Playwright Ken Greller will be represented with Hands. According to Sundance, "Set in a suburban Baltimore diner, Hands charts the friendship between Alex and Ray over 22 years. As Alex begins the process of gender transition, Ray treads the dangerous waters of a potentially misguided spiritual revelation. The friends grow further apart until their only commonality is a shared disconnect over the town they’re from and can’t seem to escape."
Daniel Akiyama's A Cage of Fireflies will be directed by Phyllis S.K. Look. The play, according to Sundance, "tells the story of three elderly sisters of the kibei generation: sent as children to be raised in Okinawa, then returned to live and work in Hawaii. The oldest sister, Yukiko, confines herself and the youngest, Kimiko, to their Honolulu apartment, where they enact the small, private gestures and rituals of daily life and cling to a dream of returning to Okinawa. The middle sister, Mitsuko, has been charged with running their family's orchid nursery and has inherited the honorific 'onēsan' ('older sister'), a title that should by rights belong to Yukiko. As long-hidden hopes, resentments and regrets surface, the sisters are forced to confront the fundamental nature of their love for each other. The play explores the tug-of-war between progress and preservation, the selfish and the selfless."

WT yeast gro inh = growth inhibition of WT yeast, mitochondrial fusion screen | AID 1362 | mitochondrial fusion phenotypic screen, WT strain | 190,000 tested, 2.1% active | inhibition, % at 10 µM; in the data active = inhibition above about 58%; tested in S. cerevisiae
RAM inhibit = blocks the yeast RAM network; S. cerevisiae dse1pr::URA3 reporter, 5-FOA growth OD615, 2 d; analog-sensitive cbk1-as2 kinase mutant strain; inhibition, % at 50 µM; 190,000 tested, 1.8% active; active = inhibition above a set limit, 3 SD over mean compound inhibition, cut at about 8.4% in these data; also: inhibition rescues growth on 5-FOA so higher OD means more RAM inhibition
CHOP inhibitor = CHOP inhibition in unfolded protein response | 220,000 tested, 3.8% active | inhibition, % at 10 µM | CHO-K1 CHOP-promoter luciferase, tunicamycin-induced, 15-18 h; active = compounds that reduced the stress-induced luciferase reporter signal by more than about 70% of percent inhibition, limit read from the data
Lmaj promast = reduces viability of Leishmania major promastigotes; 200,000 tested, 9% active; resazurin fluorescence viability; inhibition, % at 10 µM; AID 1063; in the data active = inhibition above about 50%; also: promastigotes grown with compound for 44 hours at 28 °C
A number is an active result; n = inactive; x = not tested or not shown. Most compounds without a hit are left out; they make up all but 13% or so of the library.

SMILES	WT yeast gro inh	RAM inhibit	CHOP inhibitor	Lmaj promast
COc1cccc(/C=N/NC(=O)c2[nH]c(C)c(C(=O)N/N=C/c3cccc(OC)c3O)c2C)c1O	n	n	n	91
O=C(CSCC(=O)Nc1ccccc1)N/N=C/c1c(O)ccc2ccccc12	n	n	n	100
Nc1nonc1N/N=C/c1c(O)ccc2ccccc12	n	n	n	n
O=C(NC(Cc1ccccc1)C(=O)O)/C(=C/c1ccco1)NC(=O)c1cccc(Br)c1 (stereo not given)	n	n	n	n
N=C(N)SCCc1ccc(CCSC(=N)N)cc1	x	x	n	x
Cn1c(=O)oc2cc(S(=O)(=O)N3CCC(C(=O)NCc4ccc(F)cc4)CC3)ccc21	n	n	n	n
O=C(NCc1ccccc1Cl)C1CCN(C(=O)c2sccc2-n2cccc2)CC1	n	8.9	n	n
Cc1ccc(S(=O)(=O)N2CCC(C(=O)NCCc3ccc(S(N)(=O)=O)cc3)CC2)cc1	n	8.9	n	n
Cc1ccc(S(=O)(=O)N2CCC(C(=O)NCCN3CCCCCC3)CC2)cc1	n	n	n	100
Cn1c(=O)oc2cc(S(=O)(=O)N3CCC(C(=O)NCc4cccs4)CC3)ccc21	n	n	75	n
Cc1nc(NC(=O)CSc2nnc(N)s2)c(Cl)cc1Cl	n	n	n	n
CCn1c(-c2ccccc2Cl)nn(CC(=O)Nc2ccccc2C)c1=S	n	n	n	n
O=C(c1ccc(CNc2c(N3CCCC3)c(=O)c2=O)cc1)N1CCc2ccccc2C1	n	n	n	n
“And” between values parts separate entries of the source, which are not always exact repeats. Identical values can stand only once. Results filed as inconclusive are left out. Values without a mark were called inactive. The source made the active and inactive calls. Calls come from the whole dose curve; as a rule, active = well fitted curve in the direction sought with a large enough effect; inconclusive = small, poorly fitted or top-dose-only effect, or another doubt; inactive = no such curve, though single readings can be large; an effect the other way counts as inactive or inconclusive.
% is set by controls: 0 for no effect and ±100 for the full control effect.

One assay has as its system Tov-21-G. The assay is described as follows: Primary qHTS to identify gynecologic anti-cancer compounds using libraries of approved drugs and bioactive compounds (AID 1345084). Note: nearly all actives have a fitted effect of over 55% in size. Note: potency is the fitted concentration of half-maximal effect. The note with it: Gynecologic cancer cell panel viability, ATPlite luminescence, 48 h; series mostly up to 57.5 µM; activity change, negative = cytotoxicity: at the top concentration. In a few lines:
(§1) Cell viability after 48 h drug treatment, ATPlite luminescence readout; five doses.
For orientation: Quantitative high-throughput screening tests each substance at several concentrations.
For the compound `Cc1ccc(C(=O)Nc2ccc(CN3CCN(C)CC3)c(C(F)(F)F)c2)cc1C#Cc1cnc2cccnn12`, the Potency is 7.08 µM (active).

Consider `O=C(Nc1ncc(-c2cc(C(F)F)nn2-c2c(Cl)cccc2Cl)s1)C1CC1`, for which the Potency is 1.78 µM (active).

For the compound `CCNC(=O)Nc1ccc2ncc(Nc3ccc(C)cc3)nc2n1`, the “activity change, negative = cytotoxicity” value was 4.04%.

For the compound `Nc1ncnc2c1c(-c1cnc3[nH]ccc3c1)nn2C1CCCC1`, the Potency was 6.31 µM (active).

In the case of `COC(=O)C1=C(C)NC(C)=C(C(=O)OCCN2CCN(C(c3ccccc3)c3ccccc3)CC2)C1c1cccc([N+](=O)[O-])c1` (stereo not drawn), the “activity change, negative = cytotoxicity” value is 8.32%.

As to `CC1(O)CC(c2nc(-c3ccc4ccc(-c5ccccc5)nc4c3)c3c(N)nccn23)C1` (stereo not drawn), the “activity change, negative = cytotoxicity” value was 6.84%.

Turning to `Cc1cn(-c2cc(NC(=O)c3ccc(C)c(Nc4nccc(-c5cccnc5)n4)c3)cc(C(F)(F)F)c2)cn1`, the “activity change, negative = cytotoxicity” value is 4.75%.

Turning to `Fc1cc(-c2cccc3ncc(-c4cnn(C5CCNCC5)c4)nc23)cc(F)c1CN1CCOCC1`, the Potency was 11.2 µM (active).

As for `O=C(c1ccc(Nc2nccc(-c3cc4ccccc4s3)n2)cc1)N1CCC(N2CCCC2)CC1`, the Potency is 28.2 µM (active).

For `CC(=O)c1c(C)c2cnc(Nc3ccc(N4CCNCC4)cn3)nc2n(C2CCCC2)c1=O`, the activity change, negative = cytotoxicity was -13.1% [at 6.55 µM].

Africa Kills Her Sun, which Sundance has been developing as part of its East Africa Lab, is also among the selected works. Adapter-performers Mrisho Mpoto and Irene Sanga created the work based on "Africa Kills Her Sun" by Ken Saro-Wiwa. It has music by Elidady Msangi, direction by Indhu Rubasingham and also features assistant director-performer Gilbert Lukalia.
Here's how Sundance characterizes the play: "Ken Saro-Wiwa (1941-1995) was hanged by the Nigerian dictatorship for his activism on behalf of his Nigerian Ogoni people. The original text is a condemned man’s last letter to his loved one. Mpoto and his team are adapting this text and using his poetic style in Kiswahili to combine it with slam poetry and storytelling to talk about corruption and abuse of power in contemporary Africa."